Cashman traded for Swisher with full intentions of using him as the Yankees’ everyday first baseman. When Mark Teixeira fell into their laps two weeks after Christmas, Swisher was relegated to fourth outfielder status behind Johnny Damon, Melky Cabrera, and Xavier Nady. However, barely a week into the season, Nady suffered an elbow injury that he attempted to rehab but ultimately required season-ending Tommy John surgery.
Nady’s injury thrust Swisher into a starting role that he probably should have had all along. Swisher took off and carried the team early in 2009, posting a .312/.430/.714 line in April while Alex Rodriguez recovered from hip surgery and Mark Teixeira suffered through his annual slow start.
Swisher suffered through a brutal stretch in May before evening out over the course of the season. He enjoyed his best season to date in 2009, posting career highs in slugging, OPS, isolated power and wOBA (weighted on-base average). And unsurprisingly, saw his BABIP rebound to a more reasonable .272.
2010 has seen Swisher take his game to another level, and he is on pace for another career-best season. His walk rate is down 4 percent from his career average, but he’s made up for it by adding over 40 points in batting average. As much as his work with hitting instructor Kevin Long makes for a nice narrative, the results back up those stories.
So what can Yankee fans expect from Swisher moving forward? Most likely more of the same guy we’ve seen since the trade to New York. His high average in 2010 is fueled by a higher BABIP than normal, but his power continues to develop, which is not uncommon for players in their prime years. We may see his average regress a little in the future, but the power and patience remain strengths.
The trade that netted the Yankees their all-star outfielder was part salary dump and part “change of scenery” move by Chicago. There were rumors that he was unsettling in the clubhouse and his performance had dropped off throughout the season enough to warrant multiple concerns.
Cashman acquired him for three players who haven’t made much of an impact on the field for Chicago. Betemit accrued 45 at-bats in 2009 before Chicago designated him for assignment to make room for stud prospect Gordon Beckham. Marquez has posted a 5.77 ERA and a 1.57 WHIP in two seasons for Chicago’s Triple-A affiliate, while going 10-12. Nunez has spent a majority of his time shuttling between Double-A and Triple-A while experiencing varying degrees of success, and has a 9.53 ERA in seven games for the White Sox.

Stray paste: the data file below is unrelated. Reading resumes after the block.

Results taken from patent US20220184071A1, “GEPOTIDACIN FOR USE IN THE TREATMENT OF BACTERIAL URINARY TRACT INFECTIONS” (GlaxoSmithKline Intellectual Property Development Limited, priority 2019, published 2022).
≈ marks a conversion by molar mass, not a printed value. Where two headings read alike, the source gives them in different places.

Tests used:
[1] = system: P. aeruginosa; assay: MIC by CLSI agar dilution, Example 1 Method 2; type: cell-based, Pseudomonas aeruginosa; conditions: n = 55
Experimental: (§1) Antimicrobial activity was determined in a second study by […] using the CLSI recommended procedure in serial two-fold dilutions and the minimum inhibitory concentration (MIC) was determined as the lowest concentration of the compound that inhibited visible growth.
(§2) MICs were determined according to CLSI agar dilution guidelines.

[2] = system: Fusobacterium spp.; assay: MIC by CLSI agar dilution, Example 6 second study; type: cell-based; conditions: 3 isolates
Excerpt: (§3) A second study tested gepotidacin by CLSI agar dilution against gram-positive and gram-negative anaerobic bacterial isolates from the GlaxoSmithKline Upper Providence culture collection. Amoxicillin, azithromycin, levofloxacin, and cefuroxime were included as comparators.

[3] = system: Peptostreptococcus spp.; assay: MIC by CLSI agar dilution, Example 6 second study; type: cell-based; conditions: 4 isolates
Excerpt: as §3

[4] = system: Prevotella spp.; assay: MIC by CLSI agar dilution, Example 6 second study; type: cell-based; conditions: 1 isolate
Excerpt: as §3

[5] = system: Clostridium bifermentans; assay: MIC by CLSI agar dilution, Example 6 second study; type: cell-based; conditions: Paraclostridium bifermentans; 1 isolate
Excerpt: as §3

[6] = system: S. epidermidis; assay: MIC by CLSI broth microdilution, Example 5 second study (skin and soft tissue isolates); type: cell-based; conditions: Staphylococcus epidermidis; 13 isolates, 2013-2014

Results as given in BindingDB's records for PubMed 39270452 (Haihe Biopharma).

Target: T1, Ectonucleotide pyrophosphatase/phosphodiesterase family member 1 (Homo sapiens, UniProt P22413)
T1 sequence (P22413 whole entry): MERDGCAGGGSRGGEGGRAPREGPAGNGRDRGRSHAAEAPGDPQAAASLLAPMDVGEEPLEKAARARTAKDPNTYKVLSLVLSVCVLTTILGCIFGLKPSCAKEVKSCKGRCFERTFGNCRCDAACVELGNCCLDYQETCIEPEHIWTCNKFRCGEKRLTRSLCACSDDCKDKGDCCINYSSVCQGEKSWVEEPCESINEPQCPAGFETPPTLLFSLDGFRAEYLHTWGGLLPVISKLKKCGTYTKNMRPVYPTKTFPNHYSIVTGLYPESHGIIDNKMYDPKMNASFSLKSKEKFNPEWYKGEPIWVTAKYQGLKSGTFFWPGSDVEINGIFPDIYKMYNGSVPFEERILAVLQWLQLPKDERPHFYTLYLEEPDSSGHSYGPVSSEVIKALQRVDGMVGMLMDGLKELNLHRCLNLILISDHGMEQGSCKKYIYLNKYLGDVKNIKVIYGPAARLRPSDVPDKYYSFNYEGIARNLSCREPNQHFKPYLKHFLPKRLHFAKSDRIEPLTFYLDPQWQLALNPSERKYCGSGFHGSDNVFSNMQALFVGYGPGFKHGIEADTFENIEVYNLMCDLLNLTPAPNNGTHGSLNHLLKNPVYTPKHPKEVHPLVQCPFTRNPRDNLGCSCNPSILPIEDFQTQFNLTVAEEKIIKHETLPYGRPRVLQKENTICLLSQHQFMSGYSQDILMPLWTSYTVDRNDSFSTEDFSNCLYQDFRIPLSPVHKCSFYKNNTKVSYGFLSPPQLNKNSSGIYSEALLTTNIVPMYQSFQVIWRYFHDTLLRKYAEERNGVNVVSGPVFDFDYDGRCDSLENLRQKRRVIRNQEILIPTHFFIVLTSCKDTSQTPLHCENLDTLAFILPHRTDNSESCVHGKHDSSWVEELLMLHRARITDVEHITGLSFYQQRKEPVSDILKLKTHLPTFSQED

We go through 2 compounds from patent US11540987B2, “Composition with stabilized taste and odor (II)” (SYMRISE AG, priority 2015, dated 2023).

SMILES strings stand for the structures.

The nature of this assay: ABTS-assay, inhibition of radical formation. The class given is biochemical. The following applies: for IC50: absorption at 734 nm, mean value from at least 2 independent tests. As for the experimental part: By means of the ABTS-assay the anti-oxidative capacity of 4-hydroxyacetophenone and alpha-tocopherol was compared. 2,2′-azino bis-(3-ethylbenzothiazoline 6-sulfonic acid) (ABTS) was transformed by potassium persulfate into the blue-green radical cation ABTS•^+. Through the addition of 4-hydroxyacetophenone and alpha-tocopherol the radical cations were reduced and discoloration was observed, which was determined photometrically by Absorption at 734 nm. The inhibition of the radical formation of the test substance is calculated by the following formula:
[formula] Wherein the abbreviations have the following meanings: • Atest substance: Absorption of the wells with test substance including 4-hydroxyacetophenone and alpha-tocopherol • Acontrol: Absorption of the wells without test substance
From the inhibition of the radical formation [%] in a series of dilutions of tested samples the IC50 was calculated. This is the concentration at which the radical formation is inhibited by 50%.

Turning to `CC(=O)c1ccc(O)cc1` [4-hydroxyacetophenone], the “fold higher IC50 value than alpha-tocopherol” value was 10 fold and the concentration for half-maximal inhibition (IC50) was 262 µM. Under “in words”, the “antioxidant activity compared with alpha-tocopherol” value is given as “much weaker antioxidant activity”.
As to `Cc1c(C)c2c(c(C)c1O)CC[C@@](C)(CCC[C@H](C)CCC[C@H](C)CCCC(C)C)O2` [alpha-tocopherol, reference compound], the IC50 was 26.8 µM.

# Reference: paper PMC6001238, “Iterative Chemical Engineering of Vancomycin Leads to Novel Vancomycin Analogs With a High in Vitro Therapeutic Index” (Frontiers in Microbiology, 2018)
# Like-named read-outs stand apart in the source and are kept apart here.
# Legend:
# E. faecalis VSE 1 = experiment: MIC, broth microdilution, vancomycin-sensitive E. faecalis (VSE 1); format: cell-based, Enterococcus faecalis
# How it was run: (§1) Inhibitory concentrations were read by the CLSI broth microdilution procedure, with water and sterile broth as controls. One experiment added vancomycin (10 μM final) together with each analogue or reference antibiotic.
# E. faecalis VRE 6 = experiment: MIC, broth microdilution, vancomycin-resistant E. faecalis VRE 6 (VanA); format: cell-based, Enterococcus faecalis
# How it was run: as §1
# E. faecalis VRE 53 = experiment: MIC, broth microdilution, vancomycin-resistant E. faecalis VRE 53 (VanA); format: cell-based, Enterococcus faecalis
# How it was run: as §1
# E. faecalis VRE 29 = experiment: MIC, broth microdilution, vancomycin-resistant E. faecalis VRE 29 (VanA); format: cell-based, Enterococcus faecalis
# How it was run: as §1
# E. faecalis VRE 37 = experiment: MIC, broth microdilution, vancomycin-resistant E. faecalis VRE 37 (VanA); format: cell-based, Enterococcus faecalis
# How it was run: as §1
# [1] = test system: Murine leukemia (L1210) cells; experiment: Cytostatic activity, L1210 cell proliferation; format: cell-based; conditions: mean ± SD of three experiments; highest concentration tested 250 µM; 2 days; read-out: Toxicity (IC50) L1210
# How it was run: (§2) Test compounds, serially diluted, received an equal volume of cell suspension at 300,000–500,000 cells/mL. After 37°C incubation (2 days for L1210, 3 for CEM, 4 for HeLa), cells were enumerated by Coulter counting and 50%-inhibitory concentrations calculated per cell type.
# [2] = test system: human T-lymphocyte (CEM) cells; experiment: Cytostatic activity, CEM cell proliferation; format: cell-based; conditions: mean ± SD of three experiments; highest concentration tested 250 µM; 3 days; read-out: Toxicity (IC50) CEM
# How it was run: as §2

Nick Swisher the Yankee has been entertaining, highly productive and an absolute asset to the overall team environment. In those regards, he’s been almost the polar opposite of what he was perceived to be in Chicago. But as for most of his numbers, he’s been the same player this whole time, except with a little bit of luck.
This week will be known as the week where I ended my middle reliever experiment. My starters had a typical strong week, allowing nine runs in 47.1 innings for a 1.71 ERA. They won four games and posted five quality starts in seven chances. But my relievers posted ERAs of 40.50, 21.60, 6.00, 54.00 and 135.00 jumping my ERA to just a shade under five.
My offense wasn’t spectacular, but they had a good enough week to earn a 3-3 split, winning runs, stolen bases and on-base percentage and losing homers, RBI and average. Nick Swisher had a big week as he hit .357/.419 with a pair of home runs and six runs scored that earned him a spot on the AL all-star team. Ben Zobrist hit only .235 but finished the week with nine runs and five stolen bases thanks to a .519 on-base percentage. Nyjer Morgan continued hitting very little, but swiped two more bases and Jeff Keppinger posted a .389 average and knocked his second homer of the season.
Josh Johnson and Adam Wainwright both pitched eight scoreless innings earning wins and Felix Hernandez twirled sixteen innings over two starts and struck out fifteen, picking up a win and two quality starts. My starters had a typical strong week, allowing nine runs in 47.1 innings for a 1.71 ERA. They won four games and posted five quality starts in seven chances. But my relievers posted ERAs of 40.50, 21.60, 6.00, 54.00 and 135.00 jumping my ERA to just a shade under five. Brandon League and Tyler Clippard imploded, and Ryan Franklin and Neftali Feliz has awful weeks as well. Despite all these horrific performances, I only lost ERA and WHIP. I won wins, strikeouts and quality starts and tied in saves, giving me a 3-2-1 week in the pitching department.
Because of their epic meltdowns this week, I decided that hoarding middle relief pitchers would end up being more detrimental than it would beneficial and made a bunch of moves. I dropped Tyler Clippard and Brandon League and replaced them with starters Jake Westbrook and Jeremy Hellickson. Hellickson is throwing well for Tampa Bay’s Triple-A team and I’m stashing him with hopes that he’ll eventually be promoted and turn in a few nice performances down the stretch. If not, he’s an easy cut when Scott Olsen returns from the DL.